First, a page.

If either of those companies has won, prospective registrants might find they have a long wait before they can pick up a .music domain. Neither of these giants has a track record of rushing its new gTLDs to market.

If the victor is a conventional gTLD registry, we’d very probably be looking at a launch in 2019.

Yanks beat Aussies to accountancy gTLD

Kevin Murphy, February 20, 2019, Domain Registries

The contention set for .cpa has been resolved, clearing the way for a new accountancy-themed gTLD.

The winner is the American Institute of Certified Public Accountants, which submitted two bids for the string — one “community”, one vanilla, both overtly defensive in nature — back in 2012.

Its main rival, CPA Australia, which also applied on a community basis, withdrew its application two weeks ago.

Commercial registries Google, MMX and Donuts all have withdrawn their applications since late December, leaving only the two AICPA applications remaining.

This week, AICPA withdrew its community application, leaving its regular “single registrant” bid the winner.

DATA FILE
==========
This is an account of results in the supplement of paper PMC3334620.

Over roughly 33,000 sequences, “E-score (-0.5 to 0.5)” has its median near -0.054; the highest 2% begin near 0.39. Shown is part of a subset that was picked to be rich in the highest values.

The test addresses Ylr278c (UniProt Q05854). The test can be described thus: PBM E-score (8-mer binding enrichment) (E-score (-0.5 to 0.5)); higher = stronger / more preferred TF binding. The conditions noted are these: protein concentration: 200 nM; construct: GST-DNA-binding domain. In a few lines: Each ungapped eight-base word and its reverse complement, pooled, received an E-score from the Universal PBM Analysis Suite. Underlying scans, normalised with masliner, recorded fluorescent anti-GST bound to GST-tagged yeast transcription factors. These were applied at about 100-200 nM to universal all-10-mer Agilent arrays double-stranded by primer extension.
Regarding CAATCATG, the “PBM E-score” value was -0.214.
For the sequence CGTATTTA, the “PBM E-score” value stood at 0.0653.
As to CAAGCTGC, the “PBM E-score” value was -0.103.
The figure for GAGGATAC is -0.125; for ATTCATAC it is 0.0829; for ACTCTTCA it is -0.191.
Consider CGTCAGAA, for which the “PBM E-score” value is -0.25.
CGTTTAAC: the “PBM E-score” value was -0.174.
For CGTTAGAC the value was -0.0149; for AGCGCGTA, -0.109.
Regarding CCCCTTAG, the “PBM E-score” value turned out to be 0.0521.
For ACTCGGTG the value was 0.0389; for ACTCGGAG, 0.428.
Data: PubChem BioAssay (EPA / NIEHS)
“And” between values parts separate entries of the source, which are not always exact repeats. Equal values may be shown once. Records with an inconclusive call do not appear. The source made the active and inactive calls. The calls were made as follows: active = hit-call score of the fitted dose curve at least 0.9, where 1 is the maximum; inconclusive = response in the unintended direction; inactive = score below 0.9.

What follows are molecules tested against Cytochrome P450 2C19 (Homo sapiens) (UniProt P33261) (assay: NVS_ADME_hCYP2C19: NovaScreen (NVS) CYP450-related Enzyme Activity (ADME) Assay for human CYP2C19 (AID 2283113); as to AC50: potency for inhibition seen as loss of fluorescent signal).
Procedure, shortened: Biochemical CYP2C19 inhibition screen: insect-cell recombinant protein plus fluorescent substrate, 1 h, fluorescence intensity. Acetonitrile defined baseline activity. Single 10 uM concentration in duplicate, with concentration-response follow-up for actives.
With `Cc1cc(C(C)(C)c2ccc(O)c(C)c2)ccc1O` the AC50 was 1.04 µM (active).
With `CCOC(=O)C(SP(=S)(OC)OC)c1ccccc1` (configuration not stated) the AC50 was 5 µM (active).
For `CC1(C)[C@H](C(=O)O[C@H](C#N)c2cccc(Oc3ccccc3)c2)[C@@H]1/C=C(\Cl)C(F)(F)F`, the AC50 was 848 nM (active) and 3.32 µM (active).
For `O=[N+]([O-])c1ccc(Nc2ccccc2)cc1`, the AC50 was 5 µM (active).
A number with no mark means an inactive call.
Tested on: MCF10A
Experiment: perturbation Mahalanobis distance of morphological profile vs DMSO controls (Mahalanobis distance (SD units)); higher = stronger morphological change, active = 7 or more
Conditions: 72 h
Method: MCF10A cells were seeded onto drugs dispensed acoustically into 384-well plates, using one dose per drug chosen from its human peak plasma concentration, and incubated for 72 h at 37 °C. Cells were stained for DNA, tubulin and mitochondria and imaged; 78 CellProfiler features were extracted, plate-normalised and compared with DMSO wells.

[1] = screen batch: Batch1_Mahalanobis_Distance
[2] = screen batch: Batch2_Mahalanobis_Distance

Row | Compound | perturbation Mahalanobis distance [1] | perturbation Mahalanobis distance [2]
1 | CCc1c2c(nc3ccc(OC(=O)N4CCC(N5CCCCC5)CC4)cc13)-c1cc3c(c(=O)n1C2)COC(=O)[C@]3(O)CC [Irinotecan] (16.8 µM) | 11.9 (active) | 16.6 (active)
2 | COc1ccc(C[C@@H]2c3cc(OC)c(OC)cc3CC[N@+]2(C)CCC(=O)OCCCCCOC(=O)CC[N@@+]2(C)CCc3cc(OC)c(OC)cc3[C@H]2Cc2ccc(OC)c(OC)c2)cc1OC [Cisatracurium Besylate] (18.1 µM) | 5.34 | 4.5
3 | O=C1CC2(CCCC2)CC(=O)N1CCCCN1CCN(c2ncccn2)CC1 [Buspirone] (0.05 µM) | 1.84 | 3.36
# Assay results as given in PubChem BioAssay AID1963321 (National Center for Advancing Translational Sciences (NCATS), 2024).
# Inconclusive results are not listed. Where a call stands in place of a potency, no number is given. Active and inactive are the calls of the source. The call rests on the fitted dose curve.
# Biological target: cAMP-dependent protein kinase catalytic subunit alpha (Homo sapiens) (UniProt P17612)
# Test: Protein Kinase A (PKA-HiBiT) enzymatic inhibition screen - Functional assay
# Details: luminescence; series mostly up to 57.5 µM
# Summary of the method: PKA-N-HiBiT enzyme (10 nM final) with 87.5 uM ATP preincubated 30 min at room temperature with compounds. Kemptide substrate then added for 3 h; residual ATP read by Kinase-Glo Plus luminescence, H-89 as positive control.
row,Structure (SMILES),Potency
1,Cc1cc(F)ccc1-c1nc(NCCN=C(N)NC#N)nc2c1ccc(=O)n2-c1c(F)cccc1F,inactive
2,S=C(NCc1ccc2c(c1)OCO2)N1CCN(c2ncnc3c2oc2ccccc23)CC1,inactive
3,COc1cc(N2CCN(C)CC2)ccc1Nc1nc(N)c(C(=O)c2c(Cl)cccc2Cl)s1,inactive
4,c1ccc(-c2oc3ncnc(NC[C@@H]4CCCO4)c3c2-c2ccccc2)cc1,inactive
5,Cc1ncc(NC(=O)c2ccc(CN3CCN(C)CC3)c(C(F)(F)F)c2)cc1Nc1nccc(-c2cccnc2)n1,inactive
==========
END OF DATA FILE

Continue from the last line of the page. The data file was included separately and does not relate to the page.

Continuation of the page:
AICPA is the US professional standards body for accountants, CPA Australia is the equivalent organization in Australia. ACIPA has 418,000 members, CPA Australia has 150,000.

Both groups failed their Community Priority Evaluations back in 2015 on the basis that their communities were tightly restricted to their own membership, and therefore too restrictive.

AICPA later amended its community application to permit CPAs belonging to non-US trade groups to register.

Both organizations were caught up in the CPE review that also entangled and delayed the likes of .music and .gay. They’ve also both appealed to ICANN with multiple Requests for Reconsideration and Cooperative Engagement Process engagements.

CPA Australia evidently threw in the towel after a December 14 resolution of ICANN’s Board Accountability Mechanisms Committee decision to throw out its latest RfR. It quit its CEP January 9.

It’s likely a private resolution of the set, perhaps an auction, occurred in December.

The winning application from AICPA states fairly unambiguously that the body has little appetite for actually running .cpa as a gTLD:

The main reasons for which AICPA submits this application for the .cpa gTLD is that it wants to prevent third parties from securing the TLD that is identical to AICPA’s highly distinctive and reputable trademark

So don’t get too excited if you’re an accountant champing at the bit for a .cpa domain. It’s going to be an unbelievably restrictive TLD, according to the application, with AICPA likely owning all the domains for years after delegation.